Velvet Buzzsaw star Jake Gyllenhaal said the script for Netflix’s satirical horror film “disturbed” him.
The movie is set in the world of high-end art, where a number of grisly deaths occur following the discovery of an unknown artist’s work.
Velvet Buzzsaw sees Gyllenhaal teaming back up with director Dan Gilroy, having previously worked together on 2014 thriller Nightcrawler.
Speaking at the film’s premiere in Los Angeles on Monday, Gyllenhaal told the Press Association he was sold on the project after reading the script in two hours.
He said: “Having worked with Dan before, he sent it to me, I read it – he doesn’t send anything over email, he sends it actually hard copy, so I got it in the mail – I opened it up, I read it within two hours and I called him up and I just said I was in.
“It left me with a really odd feeling when I finished reading it. I like movies that don’t give you exactly what you expect and I was pretty disturbed by it, and so I was in.”
Velvet Buzzsaw is the latest film from streaming service Netflix. The platform could earn its first Oscar at next month’s Academy Awards, for Alfono Cuaron’s semi-biographical epic Roma.
Gilroy, whose wife Rene Russo also stars in Velvet Buzzsaw, said Netflix are one of the few publishers prepared to put their faith in “unorthodox” offerings.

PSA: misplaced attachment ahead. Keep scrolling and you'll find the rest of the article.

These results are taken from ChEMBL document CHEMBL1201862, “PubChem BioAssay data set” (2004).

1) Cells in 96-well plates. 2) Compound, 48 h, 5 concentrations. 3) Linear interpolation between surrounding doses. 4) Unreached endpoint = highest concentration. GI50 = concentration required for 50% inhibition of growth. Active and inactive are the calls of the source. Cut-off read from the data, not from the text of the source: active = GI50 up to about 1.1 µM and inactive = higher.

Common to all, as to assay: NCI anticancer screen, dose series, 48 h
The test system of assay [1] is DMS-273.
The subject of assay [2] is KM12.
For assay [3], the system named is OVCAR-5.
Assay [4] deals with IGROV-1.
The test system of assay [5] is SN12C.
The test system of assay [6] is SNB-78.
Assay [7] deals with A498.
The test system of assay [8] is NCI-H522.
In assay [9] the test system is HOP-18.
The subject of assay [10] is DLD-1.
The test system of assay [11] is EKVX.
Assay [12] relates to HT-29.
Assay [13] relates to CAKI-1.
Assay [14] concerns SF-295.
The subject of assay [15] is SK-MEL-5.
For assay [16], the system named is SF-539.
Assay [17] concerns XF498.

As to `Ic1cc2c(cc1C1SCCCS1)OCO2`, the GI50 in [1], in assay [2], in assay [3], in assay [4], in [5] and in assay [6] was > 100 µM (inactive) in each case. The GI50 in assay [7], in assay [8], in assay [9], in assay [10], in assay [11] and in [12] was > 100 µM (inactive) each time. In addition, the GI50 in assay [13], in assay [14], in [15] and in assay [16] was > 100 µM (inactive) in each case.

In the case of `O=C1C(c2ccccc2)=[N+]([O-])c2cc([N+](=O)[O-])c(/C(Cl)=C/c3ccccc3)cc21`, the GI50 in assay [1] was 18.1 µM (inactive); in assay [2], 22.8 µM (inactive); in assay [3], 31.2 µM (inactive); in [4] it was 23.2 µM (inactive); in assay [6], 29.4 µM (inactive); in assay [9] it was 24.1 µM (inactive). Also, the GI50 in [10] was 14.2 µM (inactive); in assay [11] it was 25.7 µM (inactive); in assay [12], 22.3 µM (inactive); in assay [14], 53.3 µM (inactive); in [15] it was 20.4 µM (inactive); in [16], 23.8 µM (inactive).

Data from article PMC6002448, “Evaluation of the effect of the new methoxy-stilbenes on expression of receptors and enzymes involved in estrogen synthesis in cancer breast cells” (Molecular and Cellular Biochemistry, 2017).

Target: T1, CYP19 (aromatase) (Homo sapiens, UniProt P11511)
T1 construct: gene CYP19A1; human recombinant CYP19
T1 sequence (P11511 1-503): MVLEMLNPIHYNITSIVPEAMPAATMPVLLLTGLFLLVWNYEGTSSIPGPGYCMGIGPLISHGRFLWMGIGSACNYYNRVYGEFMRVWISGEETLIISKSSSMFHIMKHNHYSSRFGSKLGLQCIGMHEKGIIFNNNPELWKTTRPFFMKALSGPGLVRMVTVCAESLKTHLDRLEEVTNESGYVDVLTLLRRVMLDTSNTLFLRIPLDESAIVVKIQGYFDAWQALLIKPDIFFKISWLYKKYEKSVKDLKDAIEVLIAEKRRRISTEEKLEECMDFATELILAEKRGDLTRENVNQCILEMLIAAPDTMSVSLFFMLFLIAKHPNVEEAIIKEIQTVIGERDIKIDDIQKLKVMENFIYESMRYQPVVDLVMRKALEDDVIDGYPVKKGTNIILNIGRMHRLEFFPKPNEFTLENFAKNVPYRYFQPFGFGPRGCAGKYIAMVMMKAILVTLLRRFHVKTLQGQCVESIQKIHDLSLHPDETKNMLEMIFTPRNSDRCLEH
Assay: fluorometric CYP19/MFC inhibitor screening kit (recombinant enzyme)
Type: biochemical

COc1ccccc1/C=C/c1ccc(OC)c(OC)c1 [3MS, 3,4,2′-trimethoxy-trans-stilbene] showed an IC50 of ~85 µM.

He said: “They are the main one, they’re one of a few. There are definitely a couple of other places that are not afraid to make unorthodox fare but I would say right now Netflix is leading the way in terms of investing the amount of money it takes to make some of these films.”
Velvet Buzzsaw, which also features British stars Tom Sturridge and Zawe Ashton as well as Stranger Things’ Natalia Dyer, sees Gyllenhaal playing a feared art critic.
The director said he wanted the film to explore the “rocky relationship” between art and commerce.
He said: “The quality of a piece of art shouldn’t be judged by the number of views or how much it was paid. Success does not diminish a work of art but it doesn’t define it either.
“So the ultimate message is that art is more than a commodity.”
Velvet Buzzsaw will be streaming on Netflix from February 1.